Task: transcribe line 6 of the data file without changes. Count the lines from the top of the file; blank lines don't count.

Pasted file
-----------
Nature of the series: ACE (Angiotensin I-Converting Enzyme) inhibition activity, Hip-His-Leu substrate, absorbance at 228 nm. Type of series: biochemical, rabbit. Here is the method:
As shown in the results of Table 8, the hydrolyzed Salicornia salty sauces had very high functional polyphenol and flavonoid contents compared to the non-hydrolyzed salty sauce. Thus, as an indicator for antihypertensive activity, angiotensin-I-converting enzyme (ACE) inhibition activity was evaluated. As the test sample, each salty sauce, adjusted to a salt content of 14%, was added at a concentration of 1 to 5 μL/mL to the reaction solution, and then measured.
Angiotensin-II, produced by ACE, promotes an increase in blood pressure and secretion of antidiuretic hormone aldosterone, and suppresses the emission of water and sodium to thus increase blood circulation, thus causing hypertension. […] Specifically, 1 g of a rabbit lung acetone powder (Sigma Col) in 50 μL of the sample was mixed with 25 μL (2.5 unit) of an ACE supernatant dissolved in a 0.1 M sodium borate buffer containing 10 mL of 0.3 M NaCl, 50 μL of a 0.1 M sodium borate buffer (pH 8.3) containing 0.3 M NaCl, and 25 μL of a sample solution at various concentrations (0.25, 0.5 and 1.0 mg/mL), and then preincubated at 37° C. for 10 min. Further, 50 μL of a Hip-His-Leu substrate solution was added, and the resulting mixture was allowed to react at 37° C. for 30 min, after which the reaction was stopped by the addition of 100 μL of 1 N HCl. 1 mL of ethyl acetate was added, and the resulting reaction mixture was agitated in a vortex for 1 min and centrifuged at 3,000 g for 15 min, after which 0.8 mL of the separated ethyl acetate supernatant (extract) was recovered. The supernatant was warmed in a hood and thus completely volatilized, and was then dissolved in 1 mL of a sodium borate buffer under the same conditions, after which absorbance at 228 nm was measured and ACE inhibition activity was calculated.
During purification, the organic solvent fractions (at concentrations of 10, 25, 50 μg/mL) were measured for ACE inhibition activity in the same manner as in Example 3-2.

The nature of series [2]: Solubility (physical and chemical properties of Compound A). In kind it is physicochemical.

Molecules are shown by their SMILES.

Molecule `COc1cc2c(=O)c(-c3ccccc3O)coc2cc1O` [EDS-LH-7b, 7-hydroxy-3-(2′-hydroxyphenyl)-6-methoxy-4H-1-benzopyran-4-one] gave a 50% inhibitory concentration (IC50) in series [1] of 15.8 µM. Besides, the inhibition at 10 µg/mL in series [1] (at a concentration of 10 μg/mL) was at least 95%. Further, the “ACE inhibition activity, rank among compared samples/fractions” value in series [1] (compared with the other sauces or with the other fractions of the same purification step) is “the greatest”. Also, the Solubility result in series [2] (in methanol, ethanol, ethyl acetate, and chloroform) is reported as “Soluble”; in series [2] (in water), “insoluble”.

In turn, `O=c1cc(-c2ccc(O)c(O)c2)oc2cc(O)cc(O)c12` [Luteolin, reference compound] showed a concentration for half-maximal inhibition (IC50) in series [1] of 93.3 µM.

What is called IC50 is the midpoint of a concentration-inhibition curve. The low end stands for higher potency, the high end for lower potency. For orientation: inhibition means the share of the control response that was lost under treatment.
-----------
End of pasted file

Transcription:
Molecules are shown by their SMILES.